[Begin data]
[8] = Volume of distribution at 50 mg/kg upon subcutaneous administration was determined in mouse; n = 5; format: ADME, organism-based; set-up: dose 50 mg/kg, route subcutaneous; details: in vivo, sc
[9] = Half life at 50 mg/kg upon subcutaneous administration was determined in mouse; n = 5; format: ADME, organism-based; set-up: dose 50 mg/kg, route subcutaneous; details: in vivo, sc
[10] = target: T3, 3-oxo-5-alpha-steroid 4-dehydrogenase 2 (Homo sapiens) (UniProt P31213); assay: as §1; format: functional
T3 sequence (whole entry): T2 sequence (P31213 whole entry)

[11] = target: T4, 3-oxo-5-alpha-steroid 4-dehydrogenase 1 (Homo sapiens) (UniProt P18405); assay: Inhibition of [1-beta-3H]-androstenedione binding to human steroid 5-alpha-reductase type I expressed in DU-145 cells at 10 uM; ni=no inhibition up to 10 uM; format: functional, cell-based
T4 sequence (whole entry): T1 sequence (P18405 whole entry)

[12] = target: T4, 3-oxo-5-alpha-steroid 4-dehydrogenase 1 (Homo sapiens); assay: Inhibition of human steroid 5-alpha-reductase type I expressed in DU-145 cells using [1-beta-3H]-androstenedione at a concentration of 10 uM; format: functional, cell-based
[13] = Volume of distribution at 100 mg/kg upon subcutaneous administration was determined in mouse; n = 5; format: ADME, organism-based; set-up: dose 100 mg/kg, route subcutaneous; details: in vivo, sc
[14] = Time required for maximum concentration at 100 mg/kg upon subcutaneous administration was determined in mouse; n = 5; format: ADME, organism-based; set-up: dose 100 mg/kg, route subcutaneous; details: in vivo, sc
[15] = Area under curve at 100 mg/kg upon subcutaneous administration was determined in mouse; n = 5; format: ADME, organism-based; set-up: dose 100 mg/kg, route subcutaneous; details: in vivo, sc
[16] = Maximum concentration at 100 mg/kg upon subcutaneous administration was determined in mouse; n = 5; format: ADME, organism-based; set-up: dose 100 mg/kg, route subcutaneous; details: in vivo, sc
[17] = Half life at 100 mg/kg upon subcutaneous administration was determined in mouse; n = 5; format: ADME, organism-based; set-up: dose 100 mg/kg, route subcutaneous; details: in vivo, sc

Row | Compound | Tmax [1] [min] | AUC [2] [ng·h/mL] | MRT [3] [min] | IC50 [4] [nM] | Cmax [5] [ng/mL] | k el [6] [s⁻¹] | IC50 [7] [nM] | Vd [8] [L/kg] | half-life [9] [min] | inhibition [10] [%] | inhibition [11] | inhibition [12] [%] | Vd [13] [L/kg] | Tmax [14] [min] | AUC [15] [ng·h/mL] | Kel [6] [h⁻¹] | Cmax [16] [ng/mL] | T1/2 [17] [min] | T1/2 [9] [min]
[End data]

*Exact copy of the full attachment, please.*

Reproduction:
[8] = Volume of distribution at 50 mg/kg upon subcutaneous administration was determined in mouse; n = 5; format: ADME, organism-based; set-up: dose 50 mg/kg, route subcutaneous; details: in vivo, sc
[9] = Half life at 50 mg/kg upon subcutaneous administration was determined in mouse; n = 5; format: ADME, organism-based; set-up: dose 50 mg/kg, route subcutaneous; details: in vivo, sc
[10] = target: T3, 3-oxo-5-alpha-steroid 4-dehydrogenase 2 (Homo sapiens) (UniProt P31213); assay: as §1; format: functional
T3 sequence (whole entry): T2 sequence (P31213 whole entry)

[11] = target: T4, 3-oxo-5-alpha-steroid 4-dehydrogenase 1 (Homo sapiens) (UniProt P18405); assay: Inhibition of [1-beta-3H]-androstenedione binding to human steroid 5-alpha-reductase type I expressed in DU-145 cells at 10 uM; ni=no inhibition up to 10 uM; format: functional, cell-based
T4 sequence (whole entry): T1 sequence (P18405 whole entry)

[12] = target: T4, 3-oxo-5-alpha-steroid 4-dehydrogenase 1 (Homo sapiens); assay: Inhibition of human steroid 5-alpha-reductase type I expressed in DU-145 cells using [1-beta-3H]-androstenedione at a concentration of 10 uM; format: functional, cell-based
[13] = Volume of distribution at 100 mg/kg upon subcutaneous administration was determined in mouse; n = 5; format: ADME, organism-based; set-up: dose 100 mg/kg, route subcutaneous; details: in vivo, sc
[14] = Time required for maximum concentration at 100 mg/kg upon subcutaneous administration was determined in mouse; n = 5; format: ADME, organism-based; set-up: dose 100 mg/kg, route subcutaneous; details: in vivo, sc
[15] = Area under curve at 100 mg/kg upon subcutaneous administration was determined in mouse; n = 5; format: ADME, organism-based; set-up: dose 100 mg/kg, route subcutaneous; details: in vivo, sc
[16] = Maximum concentration at 100 mg/kg upon subcutaneous administration was determined in mouse; n = 5; format: ADME, organism-based; set-up: dose 100 mg/kg, route subcutaneous; details: in vivo, sc
[17] = Half life at 100 mg/kg upon subcutaneous administration was determined in mouse; n = 5; format: ADME, organism-based; set-up: dose 100 mg/kg, route subcutaneous; details: in vivo, sc

Row | Compound | Tmax [1] [min] | AUC [2] [ng·h/mL] | MRT [3] [min] | IC50 [4] [nM] | Cmax [5] [ng/mL] | k el [6] [s⁻¹] | IC50 [7] [nM] | Vd [8] [L/kg] | half-life [9] [min] | inhibition [10] [%] | inhibition [11] | inhibition [12] [%] | Vd [13] [L/kg] | Tmax [14] [min] | AUC [15] [ng·h/mL] | Kel [6] [h⁻¹] | Cmax [16] [ng/mL] | T1/2 [17] [min] | T1/2 [9] [min]